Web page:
Inflammatory pathways in cervical cancer – the University of Cape Town’s contribution
Kurt J Sales, Arieh A Katz
K J Sales and A A Katz are principal investigators at the MRC Research Group for Receptor Biology, at the Institute of Infectious Disease and Molecular Medicine and the Division of Medical Biochemistry, Faculty of Health Sciences, University of Cape Town.
Corresponding author: K J Sales (firstname.lastname@example.org)
Cervical cancer is the leading gynaecological malignancy in southern Africa. The main causal factor for development of the disease is infection of the cervix with human papillomavirus. It is a multi-step disease with several contributing co-factors including multiple sexual partners, a compromised immune system and cervical inflammation caused by infections with Chlamydia trachomatis or Neisseria gonorrhoeae. Inflammation involves extensive tissue remodelling events which are orchestrated by complex networks of cytokines, chemokines and bio-active lipids working across multiple cellular compartments to maintain tissue homeostasis. Many pathological disorders or diseases, including cervical cancer, are characterised by the exacerbated activation and maintenance of inflammatory pathways. In this review we highlight our findings pertaining to activation of inflammatory pathways in cervical cancers, addressing their potential role in pathological changes of the cervix and the significance of these findings for intervention strategies.
S Afr Med J 2012;102(6):493-496.
Cervical cancer is the second most common cancer in women worldwide and the leading gynaecological malignancy in women in Africa.1 In 2008 the International Agency for Research on Cancer estimated that 493 243 women are newly diagnosed with cervical cancer annually. Of these, more than 273 000 die each year.1 , 2 It is estimated that around 80 000 women, of whom 60 000 die each year, live in Africa. Because there are inadequate cancer registries in many African countries, it is likely that these figures are a gross under-representation.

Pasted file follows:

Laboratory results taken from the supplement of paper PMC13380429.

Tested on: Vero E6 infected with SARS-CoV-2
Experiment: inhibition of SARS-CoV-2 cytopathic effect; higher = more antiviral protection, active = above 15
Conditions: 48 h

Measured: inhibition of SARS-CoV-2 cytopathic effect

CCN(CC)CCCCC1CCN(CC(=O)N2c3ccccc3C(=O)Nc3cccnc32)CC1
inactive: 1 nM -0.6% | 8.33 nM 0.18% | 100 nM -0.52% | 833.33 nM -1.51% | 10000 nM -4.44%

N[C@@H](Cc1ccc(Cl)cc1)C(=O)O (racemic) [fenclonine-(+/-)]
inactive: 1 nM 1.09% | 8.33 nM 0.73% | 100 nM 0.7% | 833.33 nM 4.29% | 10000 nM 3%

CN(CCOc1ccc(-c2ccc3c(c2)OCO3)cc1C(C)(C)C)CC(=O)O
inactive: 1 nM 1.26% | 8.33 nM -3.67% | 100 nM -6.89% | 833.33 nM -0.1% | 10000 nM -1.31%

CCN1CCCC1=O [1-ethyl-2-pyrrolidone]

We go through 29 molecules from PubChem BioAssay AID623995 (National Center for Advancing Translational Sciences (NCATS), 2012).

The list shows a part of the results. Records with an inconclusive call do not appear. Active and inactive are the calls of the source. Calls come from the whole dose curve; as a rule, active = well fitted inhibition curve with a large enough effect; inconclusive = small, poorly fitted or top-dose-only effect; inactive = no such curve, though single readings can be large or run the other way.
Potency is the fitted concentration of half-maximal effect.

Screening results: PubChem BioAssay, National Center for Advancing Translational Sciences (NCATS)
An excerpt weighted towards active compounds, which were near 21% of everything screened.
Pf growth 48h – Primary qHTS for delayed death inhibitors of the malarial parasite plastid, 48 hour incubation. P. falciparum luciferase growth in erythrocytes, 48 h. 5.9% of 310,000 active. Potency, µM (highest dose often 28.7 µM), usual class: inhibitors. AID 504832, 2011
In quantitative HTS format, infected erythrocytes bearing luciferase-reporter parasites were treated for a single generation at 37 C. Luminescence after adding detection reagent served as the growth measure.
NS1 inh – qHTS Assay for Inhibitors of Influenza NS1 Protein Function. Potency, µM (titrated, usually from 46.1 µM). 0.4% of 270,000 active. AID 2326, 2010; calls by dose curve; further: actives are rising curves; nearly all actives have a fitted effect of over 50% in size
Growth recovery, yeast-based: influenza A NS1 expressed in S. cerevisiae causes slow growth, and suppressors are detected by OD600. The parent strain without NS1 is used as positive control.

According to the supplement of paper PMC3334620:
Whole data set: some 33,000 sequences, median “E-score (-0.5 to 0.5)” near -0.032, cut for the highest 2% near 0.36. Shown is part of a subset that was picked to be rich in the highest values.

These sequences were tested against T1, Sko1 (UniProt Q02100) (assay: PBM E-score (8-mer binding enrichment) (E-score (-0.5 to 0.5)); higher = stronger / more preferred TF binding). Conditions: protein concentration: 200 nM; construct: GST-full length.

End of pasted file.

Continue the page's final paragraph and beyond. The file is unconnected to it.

Infection of the cervix with high-risk human papillomavirus (HPV) is regarded as the main causal factor in cervical cancer.3 There are more than 150 genotypes of HPV with around 40 known to infect the anogenital tract, giving rise to genital warts or neoplastic lesions.3 Recently, 2 prophylactic vaccines against the main high-risk HPV variants, 16 and 18, have been introduced by Merck & Company (Gardasil) and GlaxoSmithKline (Cervarix). These induce an immune response that blocks initial HPV infection and confers protection against cancer associated with HPV 16 and 18 and some closely related variants. These have limited benefit for women already infected with high-risk HPV and in addition are out of reach of the majority of women in Africa due to the high costs involved. Although HPV infection initiates disease, cervical cancer is a multi-step process, with other contributing factors, including multiple sexual partners, tobacco carcinogens, a weakened immune system and sexually transmitted infection by human immunodeficiency virus (HIV), Chlamydia trachomatis and Neisseria gonorrhoeae, thought to contribute to the aetiology.
HPV initially infects basal keratinocytes and epithelial cells and uses the host’s cellular machinery for replication and persistence.4 The HPV genome consists of 3 domains, a non-coding upstream region, an early region containing open reading frames E1, E2, E4, E5, E6 and E7, and a late region encoding the major and minor capsid proteins.4 In the vast majority of women, infections and HPV-induced lesions are transient and are naturally resolved. However, approximately 10 - 20% of women fail to eliminate the virus.4 In these cases, persistence of infection, viral integration and activation of inflammatory pathways have been linked to neoplastic transformation and malignant progression.4 , 5 In this review, we highlight our findings relating to the activation of inflammatory pathways in cervical cancers and address their role in disease progression.
Persistent HPV infection and inflammation
By broad definition, inflammation involves tissue remodelling events brought about by alterations to epithelial, vascular and immune cell function. These are orchestrated by specific molecular pathways involving a host of cytokines, chemokines, growth factors and lipid mediators.6 Compelling evidence has shown that the majority of cancers arise from sites of chronic irritation, infection and inflammation,7 solidifying the concept that chronic unabated inflammation is critical for tumour progression.